After a long day at the office, most feel the need to relax. Often times, it’s easy to grab a bottle of your favorite après beverage to blow off steam and relieve the day’s tensions. And while the occasional urge to imbibe is normal, making it a daily habit can be disruptive to your health and well being. Drinking can also negatively impact sleep as the alcohol in your blood interrupts and compromises the recovery effects of your sleep cycle.
How Does Alcohol Affect Sleep?
While alcohol can make you feel you drowsy initially, the quality that drunken slumber provides is not very productive. Delta Pattern brain activity slows down, decreasing the effectiveness of memory and learning formation. At the same time, Alpha Pattern brain activity speeds up, which normally does not occur during sleep. Combined, these competing brain activities inhibit quality sleep.
Drinking can also lead to more frequent awakenings in the middle of the night because the alcohol blocks chemical receptors in the brain that would normally trigger sleepiness as well as being a diuretic, triggering more bathroom breaks. Alcohol also stimulates the production of Adenosine, which is a chemical associated with wakefulness. There’s even a link between alcohol and snoring, which could lead to disrupting your partner.
Worst of all, alcohol blocks REM sleep, considered the most impactful phase of the sleep cycle. REM sleep is known to be the optimal restorative portion of sleep. So drinkers often feel groggy and unrested even after a long night of ‘drunken’ slumber.
It’s generally a good idea to limit the quantity and frequency of drinking altogether, especially in the evenings before bedtime to ensure a good night’s rest. To that end, here are a few alternatives to reaching for the bottle when you’re trying to relax.
Alternatives to Alcohol for Sleep
- Tea or Sparkling Water
The oral fixation of sipping a liquid can be an issue for frequent drinkers. Substituting that with a sparkling water, which mimics the bubbles of beer, or tea can be very effective. Decaffeinated tea, in particular, provides a calming effect and can help you relax without giving you the jitters.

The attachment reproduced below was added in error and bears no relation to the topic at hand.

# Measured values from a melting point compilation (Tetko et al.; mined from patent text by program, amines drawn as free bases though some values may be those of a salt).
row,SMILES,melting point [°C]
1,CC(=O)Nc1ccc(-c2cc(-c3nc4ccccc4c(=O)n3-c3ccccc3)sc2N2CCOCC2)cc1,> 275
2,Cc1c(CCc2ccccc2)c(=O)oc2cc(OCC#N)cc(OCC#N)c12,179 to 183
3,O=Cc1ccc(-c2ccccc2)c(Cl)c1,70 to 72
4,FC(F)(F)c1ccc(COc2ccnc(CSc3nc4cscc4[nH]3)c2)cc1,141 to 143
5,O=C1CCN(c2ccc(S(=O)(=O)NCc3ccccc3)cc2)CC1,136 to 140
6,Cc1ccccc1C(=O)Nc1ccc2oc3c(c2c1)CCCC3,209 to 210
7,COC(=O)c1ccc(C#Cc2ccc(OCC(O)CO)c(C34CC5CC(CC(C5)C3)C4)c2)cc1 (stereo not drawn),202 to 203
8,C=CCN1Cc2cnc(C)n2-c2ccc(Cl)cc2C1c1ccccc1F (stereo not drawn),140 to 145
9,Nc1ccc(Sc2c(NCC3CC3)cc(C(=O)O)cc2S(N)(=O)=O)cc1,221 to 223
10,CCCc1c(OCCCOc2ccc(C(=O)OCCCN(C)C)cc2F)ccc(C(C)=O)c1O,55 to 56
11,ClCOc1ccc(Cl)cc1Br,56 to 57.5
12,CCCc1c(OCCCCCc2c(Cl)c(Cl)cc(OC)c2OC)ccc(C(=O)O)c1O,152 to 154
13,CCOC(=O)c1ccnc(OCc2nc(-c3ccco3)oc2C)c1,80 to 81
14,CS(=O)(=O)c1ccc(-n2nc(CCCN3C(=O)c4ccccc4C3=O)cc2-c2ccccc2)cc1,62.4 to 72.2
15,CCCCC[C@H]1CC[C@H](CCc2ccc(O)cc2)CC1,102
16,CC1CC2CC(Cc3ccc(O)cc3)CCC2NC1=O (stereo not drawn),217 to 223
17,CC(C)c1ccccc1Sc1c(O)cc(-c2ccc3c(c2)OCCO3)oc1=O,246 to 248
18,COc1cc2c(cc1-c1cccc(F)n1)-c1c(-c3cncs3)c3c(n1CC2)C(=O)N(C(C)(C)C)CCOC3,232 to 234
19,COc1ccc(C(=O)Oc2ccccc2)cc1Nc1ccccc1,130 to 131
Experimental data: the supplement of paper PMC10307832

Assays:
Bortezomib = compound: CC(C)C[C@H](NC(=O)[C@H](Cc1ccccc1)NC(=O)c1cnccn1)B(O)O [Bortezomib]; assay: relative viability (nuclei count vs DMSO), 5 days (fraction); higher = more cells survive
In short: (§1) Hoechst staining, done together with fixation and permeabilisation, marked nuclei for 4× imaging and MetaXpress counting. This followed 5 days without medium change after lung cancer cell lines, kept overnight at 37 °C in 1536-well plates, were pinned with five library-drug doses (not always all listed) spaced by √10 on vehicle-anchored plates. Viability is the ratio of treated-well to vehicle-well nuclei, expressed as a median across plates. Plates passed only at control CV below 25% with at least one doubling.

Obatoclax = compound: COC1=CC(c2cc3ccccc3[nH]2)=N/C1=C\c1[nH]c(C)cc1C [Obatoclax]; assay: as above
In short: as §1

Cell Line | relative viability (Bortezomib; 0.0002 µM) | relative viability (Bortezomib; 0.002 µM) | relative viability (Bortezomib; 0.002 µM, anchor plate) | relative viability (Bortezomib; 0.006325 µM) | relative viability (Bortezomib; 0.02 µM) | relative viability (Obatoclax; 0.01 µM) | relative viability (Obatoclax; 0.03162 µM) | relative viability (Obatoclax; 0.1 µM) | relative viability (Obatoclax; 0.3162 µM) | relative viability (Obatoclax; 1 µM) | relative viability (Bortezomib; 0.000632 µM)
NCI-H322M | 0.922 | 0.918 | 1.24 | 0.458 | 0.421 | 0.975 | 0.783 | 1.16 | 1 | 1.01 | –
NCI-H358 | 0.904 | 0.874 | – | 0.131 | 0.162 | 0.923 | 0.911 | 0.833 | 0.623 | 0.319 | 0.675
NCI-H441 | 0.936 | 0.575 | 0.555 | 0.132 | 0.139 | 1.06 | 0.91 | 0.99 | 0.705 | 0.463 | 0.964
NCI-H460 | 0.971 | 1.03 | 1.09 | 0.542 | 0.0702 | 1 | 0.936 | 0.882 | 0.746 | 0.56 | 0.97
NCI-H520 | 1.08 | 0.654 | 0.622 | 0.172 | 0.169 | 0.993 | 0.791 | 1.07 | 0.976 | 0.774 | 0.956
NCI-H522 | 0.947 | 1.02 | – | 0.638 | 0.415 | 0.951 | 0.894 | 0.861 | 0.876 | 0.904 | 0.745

- Take a Shower or Bath
Hot water over the skin can open your pores and stimulate the senses. It also increases blood flow and helps your muscles relax. Rather than popping the cork, pop some bubbles in the bath treat yourself to a spa-like experience. And Afterwards, you can enhance your relaxation with some essential oils to help sleep. You may wake up feeling happy and not hungover.
- Music, TV, and Books
There are plenty of distractions to be had in the home including music, TV, or a good book. Often the urge to drink stems from boredom and if the mind and senses are otherwise occupied, the thirst for that peaty Scotch can be postponed.
- Take a Walk
The old habit of taking an evening stroll around the block seems a bit old-fashioned. But walking is not only is a great way to get out of the house and see the neighborhood, it can also be a simple and healthy alternative from concocting that nightcap cocktail.
- Have a Chat
Friends, family, and even support groups are a great way to share your day’s stresses. You can enjoy a few laughs and even find some common ground with your fellow man that’s struggling with life’s challenges. Oftentimes, breaking a lifelong habit can be achieved via the word of a trusted friend or mentor.